## 3 Preliminaries

### 3.1 Egocentric Betweenness Centrality

Proposed by [6] as a way of measuring a node’s importance by looking only at its *ego network*, the set of nodes directly connected to it. To compute the EBC of node *a*, we count, for each pair of *a*-neighbouring nodes (*i*, *j*), what fraction of shortest paths between them pass through *a*. Since we consider only paths within *a*’s ego network, only paths of length two are relevant. We count zero for any pair (*i*, *j*) that is directly connected, because these two nodes do not rely on *a* at all.

### Definition 1

**(**[6]

**).**

*Egocentric betweenness centrality*of node

*a*in simple undirected graph (

*V*,

*E*) is defined as

*ego network*of

*a*,

*A*denotes the \((|N_a|+1)\times (|N_a|+1)\) adjacency matrix induced by \(N_a\cup \{a\}\) with \(A_{ij}=1\) if \(\{i,j\}\in E\) and 0 otherwise; \(A^2_{ij}\) denotes the

*ij*-th entry of the matrix square, guaranteed positive for all \(i,j\in N_a\) since all such nodes are connected through

*a*.

### 3.2 Differential Privacy on Graphs

We wish to protect the privacy of *connections* in networks, which are the edges in the network graph. Differential privacy (DP) [5] limits the differences in an algorithm’s output distribution on neighbouring databases, thus quantifying the information leakage about the presence or absence of a particular record. We use *edge privacy* [8], because we wish to control the attacker’s ability to make inferences about the presence of individual edges. As graphs on identical node sets, two databases are neighbours if they differ by exactly one edge.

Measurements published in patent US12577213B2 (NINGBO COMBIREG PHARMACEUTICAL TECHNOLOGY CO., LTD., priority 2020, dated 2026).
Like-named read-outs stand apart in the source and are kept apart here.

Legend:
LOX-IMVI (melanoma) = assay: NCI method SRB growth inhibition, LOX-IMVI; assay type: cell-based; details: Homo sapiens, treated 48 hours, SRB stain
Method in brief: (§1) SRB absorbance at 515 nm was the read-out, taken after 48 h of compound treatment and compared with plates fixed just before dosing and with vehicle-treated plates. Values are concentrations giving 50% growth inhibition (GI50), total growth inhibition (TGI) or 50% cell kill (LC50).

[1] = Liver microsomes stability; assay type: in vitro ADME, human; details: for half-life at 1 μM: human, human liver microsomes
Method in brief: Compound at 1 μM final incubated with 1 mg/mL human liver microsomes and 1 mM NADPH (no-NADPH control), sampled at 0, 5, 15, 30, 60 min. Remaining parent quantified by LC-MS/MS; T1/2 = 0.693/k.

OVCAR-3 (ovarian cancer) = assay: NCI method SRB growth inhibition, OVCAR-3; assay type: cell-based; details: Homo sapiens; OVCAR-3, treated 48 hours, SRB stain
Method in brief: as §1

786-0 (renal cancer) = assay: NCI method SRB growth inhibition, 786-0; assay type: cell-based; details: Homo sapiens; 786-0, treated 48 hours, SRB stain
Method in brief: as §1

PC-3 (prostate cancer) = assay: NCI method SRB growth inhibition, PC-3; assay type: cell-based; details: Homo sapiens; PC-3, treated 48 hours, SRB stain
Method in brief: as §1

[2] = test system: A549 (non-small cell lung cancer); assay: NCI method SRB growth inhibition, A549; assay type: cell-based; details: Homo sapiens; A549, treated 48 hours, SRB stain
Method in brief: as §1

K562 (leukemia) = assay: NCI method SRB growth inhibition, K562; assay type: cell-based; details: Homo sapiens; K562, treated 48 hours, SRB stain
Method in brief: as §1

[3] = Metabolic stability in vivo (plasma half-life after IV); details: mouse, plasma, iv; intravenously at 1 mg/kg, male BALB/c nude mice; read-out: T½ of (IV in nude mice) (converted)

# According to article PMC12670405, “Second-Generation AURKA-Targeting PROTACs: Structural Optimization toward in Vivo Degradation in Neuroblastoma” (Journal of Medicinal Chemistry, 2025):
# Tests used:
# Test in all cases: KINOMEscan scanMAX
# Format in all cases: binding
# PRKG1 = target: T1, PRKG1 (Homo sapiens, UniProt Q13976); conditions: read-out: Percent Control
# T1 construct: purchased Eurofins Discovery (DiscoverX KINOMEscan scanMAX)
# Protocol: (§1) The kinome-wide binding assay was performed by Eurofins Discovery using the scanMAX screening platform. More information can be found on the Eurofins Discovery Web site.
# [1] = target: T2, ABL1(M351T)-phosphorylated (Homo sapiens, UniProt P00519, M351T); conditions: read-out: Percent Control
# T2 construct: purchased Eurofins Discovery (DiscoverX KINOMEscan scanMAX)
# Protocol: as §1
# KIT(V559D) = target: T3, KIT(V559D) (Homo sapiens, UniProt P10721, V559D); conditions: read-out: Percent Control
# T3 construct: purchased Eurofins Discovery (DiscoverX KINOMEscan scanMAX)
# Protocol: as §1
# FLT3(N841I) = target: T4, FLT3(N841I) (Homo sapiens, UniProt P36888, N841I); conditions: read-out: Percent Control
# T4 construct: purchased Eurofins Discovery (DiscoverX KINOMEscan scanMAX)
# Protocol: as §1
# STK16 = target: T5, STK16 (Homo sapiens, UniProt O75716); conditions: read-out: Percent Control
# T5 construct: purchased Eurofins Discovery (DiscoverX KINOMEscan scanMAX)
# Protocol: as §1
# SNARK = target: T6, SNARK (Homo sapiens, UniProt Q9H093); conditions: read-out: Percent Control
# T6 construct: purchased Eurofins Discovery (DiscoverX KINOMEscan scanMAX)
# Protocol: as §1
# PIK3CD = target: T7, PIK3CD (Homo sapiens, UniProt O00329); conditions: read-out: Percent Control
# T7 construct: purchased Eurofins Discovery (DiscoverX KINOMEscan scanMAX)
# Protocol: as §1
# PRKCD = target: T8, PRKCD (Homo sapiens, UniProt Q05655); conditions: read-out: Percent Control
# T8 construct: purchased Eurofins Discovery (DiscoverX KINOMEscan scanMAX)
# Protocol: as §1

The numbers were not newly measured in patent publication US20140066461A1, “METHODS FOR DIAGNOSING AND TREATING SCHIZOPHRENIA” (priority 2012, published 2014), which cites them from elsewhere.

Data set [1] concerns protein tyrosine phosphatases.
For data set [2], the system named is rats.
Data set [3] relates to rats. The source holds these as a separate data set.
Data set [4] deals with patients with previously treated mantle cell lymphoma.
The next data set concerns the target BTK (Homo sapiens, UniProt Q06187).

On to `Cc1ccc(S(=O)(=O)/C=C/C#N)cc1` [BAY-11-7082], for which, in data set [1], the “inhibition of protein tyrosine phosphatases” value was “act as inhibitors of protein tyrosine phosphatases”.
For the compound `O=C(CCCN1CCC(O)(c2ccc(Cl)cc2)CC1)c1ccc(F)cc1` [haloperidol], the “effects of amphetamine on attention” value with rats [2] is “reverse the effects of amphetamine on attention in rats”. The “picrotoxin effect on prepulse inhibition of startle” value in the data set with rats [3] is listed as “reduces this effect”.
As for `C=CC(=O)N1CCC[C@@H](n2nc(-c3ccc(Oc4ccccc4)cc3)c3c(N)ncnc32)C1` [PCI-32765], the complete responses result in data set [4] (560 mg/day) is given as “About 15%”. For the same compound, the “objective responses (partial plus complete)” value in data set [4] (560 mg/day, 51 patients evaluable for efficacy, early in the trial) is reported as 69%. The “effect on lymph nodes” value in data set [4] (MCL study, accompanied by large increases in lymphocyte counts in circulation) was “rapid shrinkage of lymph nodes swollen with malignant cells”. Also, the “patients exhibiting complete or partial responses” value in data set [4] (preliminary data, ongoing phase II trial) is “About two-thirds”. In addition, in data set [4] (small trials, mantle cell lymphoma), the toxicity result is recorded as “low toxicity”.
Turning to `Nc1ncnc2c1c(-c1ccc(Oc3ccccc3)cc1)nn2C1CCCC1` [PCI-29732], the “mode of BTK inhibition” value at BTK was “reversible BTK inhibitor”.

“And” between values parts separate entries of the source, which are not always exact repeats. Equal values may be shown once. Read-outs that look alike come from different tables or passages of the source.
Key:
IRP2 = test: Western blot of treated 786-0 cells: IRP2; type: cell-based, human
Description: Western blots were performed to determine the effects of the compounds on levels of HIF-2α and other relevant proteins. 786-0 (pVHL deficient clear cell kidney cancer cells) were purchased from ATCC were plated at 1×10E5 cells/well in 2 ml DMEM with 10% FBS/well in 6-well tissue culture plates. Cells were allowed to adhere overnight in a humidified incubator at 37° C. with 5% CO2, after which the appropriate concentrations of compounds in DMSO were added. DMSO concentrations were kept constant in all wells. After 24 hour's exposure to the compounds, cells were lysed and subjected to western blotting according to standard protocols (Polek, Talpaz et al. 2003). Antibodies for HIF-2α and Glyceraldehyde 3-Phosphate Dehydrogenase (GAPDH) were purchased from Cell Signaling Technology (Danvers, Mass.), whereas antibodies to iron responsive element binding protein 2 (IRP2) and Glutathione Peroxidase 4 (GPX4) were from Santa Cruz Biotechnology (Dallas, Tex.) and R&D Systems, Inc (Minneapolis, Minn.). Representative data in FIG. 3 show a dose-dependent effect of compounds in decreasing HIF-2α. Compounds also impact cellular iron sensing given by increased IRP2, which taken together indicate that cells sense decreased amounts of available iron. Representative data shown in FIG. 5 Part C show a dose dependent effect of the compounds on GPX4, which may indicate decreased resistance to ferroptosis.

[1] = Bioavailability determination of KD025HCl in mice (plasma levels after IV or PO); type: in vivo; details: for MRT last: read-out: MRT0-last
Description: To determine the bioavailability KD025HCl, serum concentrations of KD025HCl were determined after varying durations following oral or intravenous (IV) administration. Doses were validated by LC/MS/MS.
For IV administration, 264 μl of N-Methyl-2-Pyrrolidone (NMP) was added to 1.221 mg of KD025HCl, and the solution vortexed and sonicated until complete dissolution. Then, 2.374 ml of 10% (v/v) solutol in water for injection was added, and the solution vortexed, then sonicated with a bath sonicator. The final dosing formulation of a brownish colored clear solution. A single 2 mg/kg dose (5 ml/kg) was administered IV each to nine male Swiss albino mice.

Our databases are simply adjacency matrices in which an element \(A_{ij}\) is 1 if there is an edge from *i* to *j* and zero otherwise. Equivalently, these can be considered as sequences of bits: elements of \(\{0,1\}^n\) (where *n* is the number of nodes in the network choose two). Formally, two databases \(D,D'\in \{0,1\}^n\) are termed *neighbouring* (denoted \(D\sim D'\)) if there exists exactly one \(i\in [n]\) such that \(D_i\ne D'_i\) and \(D_j=D'_j\) for all \(j\in [n]\backslash \{i\}\). In other words, \(\Vert D - D'\Vert _1=1\).

### Definition 2

*mechanism*\(\mathcal {A}\) is said to preserve \(\epsilon \)

*-differential privacy*if for any two neighbouring databases \(D, D'\), and for any measurable set \(R\subseteq \mathrm {Range}(\mathcal {A})\),